The place is now held by Bishop and the
latter was eleete4. Secretary-treasurer
Hayoe was re-elected, although there
was some opposition.
CHANOm OF NAMN.
The rweet eeaking House of Drexel,
Moegan & Co. to Uo Out of ]Existenee.
New Yonx, Nov. 20.-Mr. J. Pierpont
Morgan proposes to put his name to the
front in the firm of Drexel, Morgan & Co.
and after January 1 there will be a num
ber of rechristenings of the various
braneas of the old Drexel house of in
ternational fame. These changes are in
no wipe connected with the recent death
of J. Hood Wright, as the present co.
partnership expires by limitation on
January 1, and the changes now an
nounced are in anticipation of that date.
It has not yet been settled how the
Wright interest in the firm will be die
It was reported yesterday that the
dead financier left a fortune valued at
$6,000,000. In the future the New York
house will be known as J. P. Morgan &
Co., and will be made up of J. Pierpont
Morgan, .G. C. Thomas, G. 8. Bowdoin,
E. T. Stotesbury, J. W. Paul, Jr.. C. II.
Coster, John Pierpont Morgan, Jr., and
Temple Bowdoin. Mr. G. 8. Bowdoin is
the only Exchange member in the house.
In London the present title of J. S.
Morgan & Co. will be retained, and in
Philadelphiq the old name of Drexel &
Co. will remain, with J. Pierpont Morgan
as the leading member of the firm.
Durinrlg the Past Week It Has Shown an
BosTro, Nov. 21.-The wool market
has shown a decidedly improved condi
tion 4uring the week past. Ohio and
Pennesylvania fleeces; No. 1, 20@21c; X
and XX and above, 19%@20c; Ohio de
laine fleece, 19C020c. Territory wools:
Monpna, fine medium, 10@12c; No. 2
medium, 12@12)jc; Wyoming, Utah, Da
kota, Nevada, Idaho and Colorado tine
mediam, 9~11c; No. 2 medium, 10@12c.
California wools, spring northern, 13@
14c; middle county, spring, 10@11c. Or
egon wools, eastern, fair, 9@10c. Aus
tralian combings, superfine, 41 144c;
PBILADE.LPHIA, Nov. 21.-Wool quiet
and steady; territorial light, 11l.12c;
heavy, p0o; fine medium, 10(r,1o;
heavy, 18@.20c; flue medium, 10@12c;
medium, 12@14c; coarse, 11f12c.
Were' Not Able This Time to Hohl Tlheir
Own With Germans.
BEILIN, Nov. 20.-News has reached
hero of sharp fighting between Germans
and the Wahehe tribe. The governor of
German East Africa, Von Schele, tel
egraphed from Dares, Salam, that Oct.
30, Kiurenza, capital of the Thehe terri
tory, was stormed and captured by the
Germans in an engagement which lasted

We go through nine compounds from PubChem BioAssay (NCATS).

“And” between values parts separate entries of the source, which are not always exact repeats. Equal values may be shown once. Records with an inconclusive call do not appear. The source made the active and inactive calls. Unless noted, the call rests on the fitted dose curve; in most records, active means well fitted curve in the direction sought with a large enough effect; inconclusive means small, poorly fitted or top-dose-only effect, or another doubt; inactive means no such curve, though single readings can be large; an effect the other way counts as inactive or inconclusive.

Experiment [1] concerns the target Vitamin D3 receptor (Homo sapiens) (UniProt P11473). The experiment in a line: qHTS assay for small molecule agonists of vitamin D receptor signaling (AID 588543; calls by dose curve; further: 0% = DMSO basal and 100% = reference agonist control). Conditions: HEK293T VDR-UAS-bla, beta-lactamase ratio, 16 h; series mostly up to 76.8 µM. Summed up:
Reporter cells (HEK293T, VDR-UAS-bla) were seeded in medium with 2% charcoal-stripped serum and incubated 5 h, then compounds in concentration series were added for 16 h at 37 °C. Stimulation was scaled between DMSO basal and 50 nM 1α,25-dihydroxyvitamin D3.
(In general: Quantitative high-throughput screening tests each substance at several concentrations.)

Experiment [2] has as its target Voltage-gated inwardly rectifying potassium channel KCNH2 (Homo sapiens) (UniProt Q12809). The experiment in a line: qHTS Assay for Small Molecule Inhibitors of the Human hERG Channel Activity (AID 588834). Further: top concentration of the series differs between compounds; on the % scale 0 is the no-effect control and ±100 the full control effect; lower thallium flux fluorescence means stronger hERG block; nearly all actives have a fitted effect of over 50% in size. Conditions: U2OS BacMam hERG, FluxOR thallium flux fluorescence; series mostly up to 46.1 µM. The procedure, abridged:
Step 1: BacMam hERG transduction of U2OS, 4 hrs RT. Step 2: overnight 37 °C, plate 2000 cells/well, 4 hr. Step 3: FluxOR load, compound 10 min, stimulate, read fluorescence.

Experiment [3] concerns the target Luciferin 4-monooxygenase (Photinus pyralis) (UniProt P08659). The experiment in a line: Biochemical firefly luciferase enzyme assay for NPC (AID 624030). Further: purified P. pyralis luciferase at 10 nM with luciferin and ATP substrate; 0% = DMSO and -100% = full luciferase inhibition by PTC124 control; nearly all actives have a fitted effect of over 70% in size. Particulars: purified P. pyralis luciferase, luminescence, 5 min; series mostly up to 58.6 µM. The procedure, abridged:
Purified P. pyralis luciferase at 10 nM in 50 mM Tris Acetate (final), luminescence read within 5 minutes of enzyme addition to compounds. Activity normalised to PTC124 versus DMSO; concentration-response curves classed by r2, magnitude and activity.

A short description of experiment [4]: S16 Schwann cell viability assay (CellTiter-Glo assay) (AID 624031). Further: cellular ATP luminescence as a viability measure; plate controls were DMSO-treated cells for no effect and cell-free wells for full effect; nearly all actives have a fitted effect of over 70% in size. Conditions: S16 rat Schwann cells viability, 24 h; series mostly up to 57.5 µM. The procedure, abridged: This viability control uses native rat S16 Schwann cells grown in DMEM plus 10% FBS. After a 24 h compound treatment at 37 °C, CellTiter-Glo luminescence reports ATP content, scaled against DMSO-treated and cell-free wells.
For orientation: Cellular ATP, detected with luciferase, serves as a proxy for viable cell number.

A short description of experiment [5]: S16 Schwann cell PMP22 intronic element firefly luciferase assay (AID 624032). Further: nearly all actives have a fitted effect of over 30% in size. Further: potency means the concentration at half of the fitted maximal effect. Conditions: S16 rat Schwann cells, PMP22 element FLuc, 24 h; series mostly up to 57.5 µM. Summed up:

several hours. Lieut. Lash and eight
aekaris were killed. The losses of
Wahehe were very heavy. A large num
bea of cattle, much ivory and numbers
of guns and rifles, lost by the Zelowsky
expedition, were recovered. The sgr
mane also captured a large supply of
powder and rescued $1,500 women and
children, held as prisoners by the
AFTER THE MANAGERS.
The Illinois Attorney General Will At
tend to Their Case.
COlloaoo, Nov. 20.-Atty. Gen. Malo
ney will examine the evidence submitted
to the strike commiesion, and it he finds
that the General Managers' association
has violated the laws of the state he will
"I have not yet read the full report,"
he said to a newspaper correspondent,
"but I will examine the evidence. It
may turn out that a case cannot be made
against the association, but I have con
fidence in Judge Worthington's decision.
He is a good lawyer, a judge of the cir
cuit court, and he would not embody any
legal propositions in the report that
were not susceptible of proof. I am
too busy to take the matter up now, but
I will look after it pretty soon."
Dutch Capture Lombok.
AMSTERDAM, Nov. 20.-Dispatches re
ceived today from the island of Lombok
announce that the Dutch troops have
captured the palace of the rajah of Lom
bok and that the rebellious Balines are
inclined to submit. Two Dutch officers
and nineteen soldiers have been injured
by the explosion of a powder magazine.
Grover Will Anticlpate.
WAsanxoTox, Nov. 20.-The statement
is made that President Cleveland's mes
sage to congress will throw light on the
China-Japan question and forestall any
resolution of inquiry.
Will Take Charge.
\VAsmrinTOw, Nov. 20.-Major General
Miles is here on his way from Chicago to
New York to assume command of the
department of the east.
81lver and Lead.
Nuw Yonx, Nov. 21.-Bar silver, 38;
Execution of Jose Salvador Fraebh,
the Infamous Spanish
THE BRUTE DID CURSING
His Wife and Child, and Shouting
"Vive I'Anarchle," "Down
BARc:rLONA, Nov. 21.-Jose Salvador
French, anarchist, who threw a dyna
mite bomb in the Lyceum theater in
this city Nov. 7, 1893, was executed this
morning. French was undoubtedly one
of the most dangerous anarchists of re
cent years. This became generally
known at the time of his arrest for con
spiracy in the Barcelona outrage, by
which over 20 people were killed and
about 50 were seriously injured. Franch
was about 32 years of age, a native of
Castelsaras, province of Ternal. He
came of a respectab'e family. At the
age of 14 he left home and came to Bar
celona, where he speedily became a
leader among the anarchists. Twice
after his capture he attempted suicide.
French displayed the utmost bravado,
shouting, "Down with religiont" and
died almost with the words of an anar
chist song on his lips. The wife and
,daughter of the condemned man were
admitted to see him in the chapel, but
their tenderness and sympathy were ut
terly thrown away upon the anarchist.
He scoffed at the supplications of the
priests to prepare himself for death, and
laughed derisively at reference" to a fu
ture life. The anarchist's wife made a
last effort to soften his heart, but he
roughly told her to go away, and she
tearfully withdrew after kissing
him. After his wife left the
chapel Franch continued to treat
the priest with contempt, saying among
things, "I fooled you nicely." "Hypocrsey
is now the weapon which I have shown
Anarchists how to use." At 8 a. m. the
judge and other officers entered the
chapel and told Franch to prepare for
death. The executioners as they dressed
the prisoner for the scaffold, were con
tinually insulted by the desperate man.
French shouted, "Do your mineerible
work; you are only the tools of the bour
geoise." Franch was surrounded by sol
dieres and accompanied by nmembers of
the society known as "Brothers of the
Good Death.' Franch walked trembling
to the scaffold, which was erected in the
large courtyard of the prison. Troope